Head to the South Beach Trail if time allows. It's not a long hike, though it's rocky in some places, and the views slow down the pace. Pocket beaches, rocky outcroppings, and wildlife all pop out along the way.
Address: 4668 Cattle Point Road, Friday Harbor, Washington
Official site: https://www.nps.gov/sajh/index.htm
4. Educate Yourself at The Whale Museum
Near the downtown waterfront, The Whale Museum strives to educate the public about whales and the Salish Sea environment. They accomplish this with a variety of easy-to-read exhibits and displays. Perhaps the most notable of these exhibits are several whale skeletons hanging from the ceiling.
It's a worthwhile visit whether you're interested in whales or not, and chances are, your whale interest will pique after touring the museum. The main gallery is easy to walk through on the second floor, and the complex Salish Sea ecosystem is boiled down into easily digestible information.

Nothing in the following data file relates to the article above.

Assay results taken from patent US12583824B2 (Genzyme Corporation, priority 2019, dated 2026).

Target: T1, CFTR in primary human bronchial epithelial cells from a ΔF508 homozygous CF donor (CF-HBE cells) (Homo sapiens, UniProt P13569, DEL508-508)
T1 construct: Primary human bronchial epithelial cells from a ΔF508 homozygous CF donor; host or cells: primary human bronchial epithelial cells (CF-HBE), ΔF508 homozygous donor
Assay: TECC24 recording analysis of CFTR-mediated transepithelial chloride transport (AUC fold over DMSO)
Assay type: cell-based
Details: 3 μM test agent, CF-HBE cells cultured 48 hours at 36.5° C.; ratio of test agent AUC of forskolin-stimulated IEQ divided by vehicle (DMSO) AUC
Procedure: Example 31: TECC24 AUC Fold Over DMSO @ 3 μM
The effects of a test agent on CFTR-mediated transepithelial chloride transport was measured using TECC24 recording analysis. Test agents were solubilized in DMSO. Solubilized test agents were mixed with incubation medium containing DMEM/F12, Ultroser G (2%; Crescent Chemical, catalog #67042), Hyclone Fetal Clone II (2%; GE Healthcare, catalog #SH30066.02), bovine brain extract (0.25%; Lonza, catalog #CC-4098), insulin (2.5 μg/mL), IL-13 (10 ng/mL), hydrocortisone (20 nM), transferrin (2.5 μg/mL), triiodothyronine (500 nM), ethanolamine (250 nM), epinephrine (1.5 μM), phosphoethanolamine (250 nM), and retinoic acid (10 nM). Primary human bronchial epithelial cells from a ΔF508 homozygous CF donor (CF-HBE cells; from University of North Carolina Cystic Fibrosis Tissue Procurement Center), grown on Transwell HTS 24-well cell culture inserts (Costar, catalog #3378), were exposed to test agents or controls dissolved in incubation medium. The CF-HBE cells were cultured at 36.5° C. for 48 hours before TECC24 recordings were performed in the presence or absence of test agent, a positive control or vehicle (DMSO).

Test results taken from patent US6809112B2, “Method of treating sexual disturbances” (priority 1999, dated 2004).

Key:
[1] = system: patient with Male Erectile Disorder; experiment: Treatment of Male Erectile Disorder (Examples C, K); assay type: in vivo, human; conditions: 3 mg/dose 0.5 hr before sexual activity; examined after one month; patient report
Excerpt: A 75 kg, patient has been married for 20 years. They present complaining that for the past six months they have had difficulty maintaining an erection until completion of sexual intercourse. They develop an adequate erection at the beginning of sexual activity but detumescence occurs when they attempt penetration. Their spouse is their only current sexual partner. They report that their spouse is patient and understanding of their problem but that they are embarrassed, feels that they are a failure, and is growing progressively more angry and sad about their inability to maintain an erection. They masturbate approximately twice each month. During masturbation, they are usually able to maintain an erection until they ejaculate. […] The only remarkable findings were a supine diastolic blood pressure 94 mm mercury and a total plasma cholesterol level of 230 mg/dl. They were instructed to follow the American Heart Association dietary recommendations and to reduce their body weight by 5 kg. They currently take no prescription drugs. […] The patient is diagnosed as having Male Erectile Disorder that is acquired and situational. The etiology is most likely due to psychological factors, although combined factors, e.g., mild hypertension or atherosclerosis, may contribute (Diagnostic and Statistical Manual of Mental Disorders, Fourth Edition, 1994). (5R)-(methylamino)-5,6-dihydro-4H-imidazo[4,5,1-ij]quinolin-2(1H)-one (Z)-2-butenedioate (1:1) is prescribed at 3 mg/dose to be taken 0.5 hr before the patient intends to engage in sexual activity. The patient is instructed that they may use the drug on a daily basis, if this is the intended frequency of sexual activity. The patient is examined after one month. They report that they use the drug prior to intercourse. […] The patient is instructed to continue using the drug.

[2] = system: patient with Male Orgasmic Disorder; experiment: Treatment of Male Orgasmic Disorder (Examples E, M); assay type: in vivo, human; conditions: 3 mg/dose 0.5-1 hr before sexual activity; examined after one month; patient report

It's a small price of admission to visit The Whale Museum. All proceeds go towards the scientific research done by this non-profit organization, and the same goes for the whale-inspired gift shop located near the admissions desk.
Address: 62 First Street N, Friday Harbor, Washington
Official site: https://whalemuseum.org/
5. Head North to English Camp
The other half of San Juan Island National Historical Park, English Camp, is toward the island's northern end. The Royal Marines occupied this site from 1860 to 1872, and the park provides several pieces of interpretive information detailing their stay.
English Camp has more still-standing structures than its American counterpart. This infrastructure includes a visitor center adapted from former barracks. Other facilities include a commissary and blockhouse next to the water. And the English Formal Garden, dating back to 1867, can't be missed.
A hiking trail leading to the top of Young Hill is another popular outlet to explore at English Camp. This mile-long route ascends approximately 600 feet to a high vantage point overlooking the water. Hikers pass the English Camp Cemetery along the way, where five tombstones still stand behind a white picket fence.
English Camp and American Camp are both day-use facilities, open from dawn to dusk. Visitor centers and restrooms are at each camp. And both are accessible via the San Juan Islands Scenic Byway.
6. Bring a Camera to Cattle Point Lighthouse